Hi. Same here! So, you look really familiar. Have we met? Or maybe we’re friends on Facebook?

Afraid not. How’s your weekend going?

Wow – that’s so strange! You look exactly like this guy named Dan on Facebook. My mistake. So – do you want to talk sometime?


Then the face bubble turns gray. Account Deleted.

I almost feel sorry for Stan/Dan. Yes, he’s found someone. But there are so many other women out there – just waiting for him to swipe right so they can send him photos of their naked breasts.

Picture yourself going online to buy a sweater. You might choose a website you like, type in the search you want. Blue wool sweater. Several options appear. They all look so nice! You add a few to your shopping cart. But then something miraculous happens. On the right side of your screen, you start to see photos of blue wool sweaters. They, too, look nice. Maybe even nicer. Some are nicer – and cheaper! You click, and now you have a new website. A new shopping cart. Before you know it, you have dozens of blue sweater bubbles to choose from. If only you could try them all on before having decide. Because if you buy one without trying them all on, how will you ever know if the others might have better?

Wait – you can try them all on because they’ve just sent you an email offering free shipping! Every day there is renewed excitement as another package arrives at your door. Another blue sweater that you get to try on for free, and return tomorrow.

This is the new frontier of Internet dating. The choices seem endless. The fear of losing what you already have fades away, because of this illusion. And yet, anyone who has actually tried to find a long-term partner from a face bubble will tell you the same thing. You can get plenty of first dates. Maybe plenty of casual encounters. But finding something real is still a needle in a haystack.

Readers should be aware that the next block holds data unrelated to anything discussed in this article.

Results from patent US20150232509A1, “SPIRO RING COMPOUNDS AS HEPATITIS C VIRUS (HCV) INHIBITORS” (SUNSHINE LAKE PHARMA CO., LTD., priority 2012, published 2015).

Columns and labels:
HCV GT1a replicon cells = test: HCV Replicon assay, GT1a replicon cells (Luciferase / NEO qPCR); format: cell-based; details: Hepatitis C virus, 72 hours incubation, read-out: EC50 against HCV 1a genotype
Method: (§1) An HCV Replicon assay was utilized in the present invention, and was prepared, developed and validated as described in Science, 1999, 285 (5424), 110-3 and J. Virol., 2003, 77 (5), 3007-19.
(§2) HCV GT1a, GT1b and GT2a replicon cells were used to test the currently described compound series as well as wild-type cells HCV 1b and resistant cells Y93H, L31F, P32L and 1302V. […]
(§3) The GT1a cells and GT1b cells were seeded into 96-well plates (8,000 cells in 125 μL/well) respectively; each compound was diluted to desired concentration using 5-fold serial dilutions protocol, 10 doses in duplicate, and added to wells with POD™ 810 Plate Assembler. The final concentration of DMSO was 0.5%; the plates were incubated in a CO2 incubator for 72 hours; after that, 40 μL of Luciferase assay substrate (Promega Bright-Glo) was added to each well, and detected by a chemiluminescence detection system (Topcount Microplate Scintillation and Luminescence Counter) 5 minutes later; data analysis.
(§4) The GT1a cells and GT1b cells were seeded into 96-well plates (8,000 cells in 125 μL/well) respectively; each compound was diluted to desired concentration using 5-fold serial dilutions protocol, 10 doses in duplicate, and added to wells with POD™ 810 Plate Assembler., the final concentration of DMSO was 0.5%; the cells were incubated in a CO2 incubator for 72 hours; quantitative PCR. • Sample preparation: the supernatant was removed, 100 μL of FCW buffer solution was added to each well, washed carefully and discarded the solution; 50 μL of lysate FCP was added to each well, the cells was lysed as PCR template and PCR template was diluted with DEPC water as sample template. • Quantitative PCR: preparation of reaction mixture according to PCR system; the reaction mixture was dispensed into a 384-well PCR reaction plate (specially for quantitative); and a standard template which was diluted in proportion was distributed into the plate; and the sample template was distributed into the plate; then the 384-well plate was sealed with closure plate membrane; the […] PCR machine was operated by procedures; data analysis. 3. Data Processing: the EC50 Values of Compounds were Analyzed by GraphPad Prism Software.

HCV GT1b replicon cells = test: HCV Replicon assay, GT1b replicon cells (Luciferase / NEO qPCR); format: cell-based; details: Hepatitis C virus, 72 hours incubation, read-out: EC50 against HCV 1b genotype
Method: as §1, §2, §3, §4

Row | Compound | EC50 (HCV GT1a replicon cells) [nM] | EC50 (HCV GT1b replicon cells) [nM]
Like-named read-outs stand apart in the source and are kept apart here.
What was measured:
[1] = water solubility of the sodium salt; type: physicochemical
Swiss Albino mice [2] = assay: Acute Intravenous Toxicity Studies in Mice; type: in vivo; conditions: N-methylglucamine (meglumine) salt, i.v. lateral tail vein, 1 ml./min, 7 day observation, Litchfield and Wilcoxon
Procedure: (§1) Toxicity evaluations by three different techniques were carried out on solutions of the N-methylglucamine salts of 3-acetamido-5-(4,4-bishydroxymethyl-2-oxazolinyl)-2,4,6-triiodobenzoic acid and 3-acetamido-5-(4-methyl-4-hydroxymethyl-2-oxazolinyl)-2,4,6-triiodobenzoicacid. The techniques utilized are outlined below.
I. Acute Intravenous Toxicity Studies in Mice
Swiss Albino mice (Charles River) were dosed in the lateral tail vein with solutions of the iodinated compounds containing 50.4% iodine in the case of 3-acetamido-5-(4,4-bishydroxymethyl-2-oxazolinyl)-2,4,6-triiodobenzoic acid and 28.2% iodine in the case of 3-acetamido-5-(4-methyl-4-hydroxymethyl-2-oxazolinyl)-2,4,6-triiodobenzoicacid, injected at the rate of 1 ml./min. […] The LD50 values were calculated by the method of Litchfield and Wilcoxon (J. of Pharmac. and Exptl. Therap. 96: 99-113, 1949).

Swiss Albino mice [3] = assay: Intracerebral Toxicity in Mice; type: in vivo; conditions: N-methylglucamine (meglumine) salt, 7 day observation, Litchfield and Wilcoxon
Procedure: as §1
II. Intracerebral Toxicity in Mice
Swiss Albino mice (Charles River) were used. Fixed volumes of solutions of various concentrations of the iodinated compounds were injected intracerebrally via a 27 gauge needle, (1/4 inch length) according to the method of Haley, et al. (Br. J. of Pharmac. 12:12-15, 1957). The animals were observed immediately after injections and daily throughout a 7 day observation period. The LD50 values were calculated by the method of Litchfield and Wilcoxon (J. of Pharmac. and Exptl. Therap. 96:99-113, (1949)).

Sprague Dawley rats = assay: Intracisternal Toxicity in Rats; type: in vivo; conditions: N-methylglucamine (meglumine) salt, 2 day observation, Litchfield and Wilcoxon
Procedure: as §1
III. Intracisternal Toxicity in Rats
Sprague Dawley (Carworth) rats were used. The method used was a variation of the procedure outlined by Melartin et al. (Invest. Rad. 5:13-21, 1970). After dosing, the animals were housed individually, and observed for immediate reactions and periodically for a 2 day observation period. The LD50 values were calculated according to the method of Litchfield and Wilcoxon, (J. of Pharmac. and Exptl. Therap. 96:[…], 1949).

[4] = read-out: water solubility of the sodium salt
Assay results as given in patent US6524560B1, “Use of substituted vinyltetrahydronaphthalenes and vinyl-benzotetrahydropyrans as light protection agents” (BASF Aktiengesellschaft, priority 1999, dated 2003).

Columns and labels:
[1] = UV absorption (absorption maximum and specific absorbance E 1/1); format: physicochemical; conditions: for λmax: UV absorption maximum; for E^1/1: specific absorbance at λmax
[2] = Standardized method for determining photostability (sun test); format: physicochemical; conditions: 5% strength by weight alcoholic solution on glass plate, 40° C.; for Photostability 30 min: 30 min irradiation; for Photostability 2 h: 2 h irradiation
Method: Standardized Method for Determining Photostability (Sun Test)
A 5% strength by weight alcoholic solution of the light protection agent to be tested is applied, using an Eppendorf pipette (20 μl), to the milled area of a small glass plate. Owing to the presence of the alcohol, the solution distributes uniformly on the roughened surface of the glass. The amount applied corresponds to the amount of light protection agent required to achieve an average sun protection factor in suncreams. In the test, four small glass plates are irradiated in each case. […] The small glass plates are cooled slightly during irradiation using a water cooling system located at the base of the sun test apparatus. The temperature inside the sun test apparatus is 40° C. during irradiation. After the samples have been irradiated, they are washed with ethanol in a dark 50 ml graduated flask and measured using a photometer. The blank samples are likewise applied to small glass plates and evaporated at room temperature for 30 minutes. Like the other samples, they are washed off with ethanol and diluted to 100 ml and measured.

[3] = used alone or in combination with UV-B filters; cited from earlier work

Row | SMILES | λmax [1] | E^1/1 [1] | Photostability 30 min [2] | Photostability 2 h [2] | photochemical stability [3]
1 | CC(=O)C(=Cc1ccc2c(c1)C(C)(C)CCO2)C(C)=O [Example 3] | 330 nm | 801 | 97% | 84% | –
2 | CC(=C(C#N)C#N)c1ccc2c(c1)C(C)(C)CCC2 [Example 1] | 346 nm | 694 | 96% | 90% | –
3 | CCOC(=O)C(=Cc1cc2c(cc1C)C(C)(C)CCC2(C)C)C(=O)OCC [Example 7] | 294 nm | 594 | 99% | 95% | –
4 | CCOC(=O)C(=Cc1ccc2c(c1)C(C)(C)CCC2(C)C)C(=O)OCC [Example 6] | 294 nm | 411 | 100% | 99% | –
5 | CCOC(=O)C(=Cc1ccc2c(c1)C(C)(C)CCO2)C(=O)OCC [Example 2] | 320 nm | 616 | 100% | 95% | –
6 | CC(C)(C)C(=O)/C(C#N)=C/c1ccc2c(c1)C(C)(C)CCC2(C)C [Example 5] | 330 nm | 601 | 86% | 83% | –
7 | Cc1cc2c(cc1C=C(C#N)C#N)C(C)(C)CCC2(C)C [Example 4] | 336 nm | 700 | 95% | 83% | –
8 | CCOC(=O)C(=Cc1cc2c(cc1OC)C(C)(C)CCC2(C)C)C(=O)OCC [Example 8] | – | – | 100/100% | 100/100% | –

I used to have a favorite blue sweater. I wore it until it had holes in the elbows, and even then, I kept it in my closet. I didn’t want a nicer blue sweater. I wanted the old one with the holes.

I wonder if we are becoming a culture where our ability to form genuine attachments to anything, or anyone, is being hijacked by bubbles on our screens. Virtual candy stores of sweaters. And human beings.

I wonder if we are becoming a culture where getting new, shiny things on-demand with the click of a button, the swipe of a screen, is an insidious addiction that will sneak up on us as our old things lose their luster.

Sometimes I visit Stan/Dan’s Facebook page and try to reconcile how happy he looks in those pictures with his girlfriend with his face bubble on Bumble.

Sometimes I wonder if she will feel the way I did when I found out my perfect man had lied about being married.

The feelings this world provoked in me, and so many others, is captured in The Night Before. The desire to find love. The desire to see the best in someone. To trust. To believe. That is at the very heart of the story of Laura Lochner.

But that is not where the story ends. I gave to Laura the anger that women (and men) feel when they are deceived in such a vulnerable setting. I gave her a powerful backstory that would make her capable of acting on that anger, rather than letting it go. Moving on. Accepting it as an inherent cost of dating on the Internet.

I wrote a story about a liar who just wanted to have some fun. But chose the wrong woman to lie to.

After my experiences with Stan/Dan, and the candy store man, I deleted the face bubbles on my screen, then deleted my own. I don’t know if I will ever return to that world. For now, I am content with the very full life I am blessed to have. And the great material for The Night Before.